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Why Organics

While many people believe that food grown organically is better for you, they may not be able to tell you exactly why it is better for you. The absence of pesticide residues on fruits and vegetables is a fairly obvious benefit but there are more other far-reaching advantages of going organic. These big-picture benefits have been discovered and documented by the Rodale Institute with an in-depth, long-term study.

The Farming Systems Trial®

The Rodale Institute in Pennsylvania, USA, has been doing research on organic growing practices for over 60 years. A little over 30 years ago, they decided to do an in-depth comparison study to determine just how beneficial organic farming really is. The study, known as the Farming Systems Trial®, monitored three different nutrient-adding systems:

  • A manure-based system that adds nutrients with animal manure and cover crops or “green manure.”
  • A legume-based system that improves the soil with legumes or “green manure.”
  • A conventional chemical fertilizer-based system.

Their findings were published in 2011. The organic manure-based and legume-based system yields were equal to the conventional system under normal growing conditions. During periods of moderate drought, the organic system yields surpassed the conventional system.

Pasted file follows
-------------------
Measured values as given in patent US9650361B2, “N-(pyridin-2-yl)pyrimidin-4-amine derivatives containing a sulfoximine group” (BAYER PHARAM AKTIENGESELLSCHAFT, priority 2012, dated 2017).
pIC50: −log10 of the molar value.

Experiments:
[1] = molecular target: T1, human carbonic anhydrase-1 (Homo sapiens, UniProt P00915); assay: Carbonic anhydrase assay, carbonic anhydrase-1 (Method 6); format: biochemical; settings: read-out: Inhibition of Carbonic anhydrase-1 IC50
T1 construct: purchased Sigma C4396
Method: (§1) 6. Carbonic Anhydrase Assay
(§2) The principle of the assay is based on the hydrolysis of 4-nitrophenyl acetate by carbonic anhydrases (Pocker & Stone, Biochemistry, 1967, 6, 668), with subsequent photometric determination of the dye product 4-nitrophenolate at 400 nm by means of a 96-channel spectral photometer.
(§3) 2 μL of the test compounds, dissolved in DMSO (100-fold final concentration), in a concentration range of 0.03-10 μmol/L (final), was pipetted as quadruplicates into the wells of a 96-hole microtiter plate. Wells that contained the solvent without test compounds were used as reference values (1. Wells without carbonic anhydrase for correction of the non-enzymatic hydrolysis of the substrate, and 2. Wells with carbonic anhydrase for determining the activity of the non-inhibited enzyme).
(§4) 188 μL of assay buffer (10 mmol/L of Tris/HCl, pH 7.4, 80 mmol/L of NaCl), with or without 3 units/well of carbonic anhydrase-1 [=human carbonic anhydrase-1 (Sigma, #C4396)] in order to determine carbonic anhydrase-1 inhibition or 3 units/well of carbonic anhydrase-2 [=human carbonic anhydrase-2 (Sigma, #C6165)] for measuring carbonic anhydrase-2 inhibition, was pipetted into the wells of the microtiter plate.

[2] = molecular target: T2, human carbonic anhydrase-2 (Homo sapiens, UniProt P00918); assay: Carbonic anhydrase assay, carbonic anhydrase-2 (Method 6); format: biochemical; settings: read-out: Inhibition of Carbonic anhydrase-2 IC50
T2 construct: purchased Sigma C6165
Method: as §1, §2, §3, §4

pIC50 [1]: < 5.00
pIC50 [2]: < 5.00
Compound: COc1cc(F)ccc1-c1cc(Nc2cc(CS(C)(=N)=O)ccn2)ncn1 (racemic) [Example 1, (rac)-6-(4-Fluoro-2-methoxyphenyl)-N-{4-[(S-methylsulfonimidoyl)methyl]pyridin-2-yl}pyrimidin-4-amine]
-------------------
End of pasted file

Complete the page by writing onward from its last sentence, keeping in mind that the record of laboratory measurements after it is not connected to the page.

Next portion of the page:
Environmental Impact

The environmental impact of the organic systems was far less than that of the conventional system. Chemical fertilizer and herbicides leached into the groundwater from land that was farmed conventionally. The conventional system also caused 40% more greenhouse gas than the manure-based and legume-based systems. Soil in the areas that were farmed organically was improved overall by the nitrogen-fixing legumes or “green manure” and animal manure. It retained more moisture for the plants, resulting in less runoff and water pollution. This increase in moisture retention also contributed to the larger yields during drought conditions.

Economic Impact

The positive economic impacts of organic farming practices were made clear with the Farming Systems Trial®. Manual labor used in organic farming increases employment opportunities, producing 30% more jobs with each hectare of land farmed. Energy used to maintain the manure-based- and legume-based-system crops was 45% less than with crops raised using conventional farming practices. Profits from organically grown crops were either the same as or greater than those from crops grown with conventional methods. They were even more profitable when the conventional-farming premiums were added to the cost.

More to Come

With the increasing use of genetically modified (GM) crops, the Rodale Institute decided to study them, too. They began studying GM corn and soy hybrids grown with conventional farming methods in 2008. No-till and tillage methods have also been added to the comparison study to determine their effects on crops in animal manure-based, legume-based and conventional systems. The results of this study will be revealed in the future.




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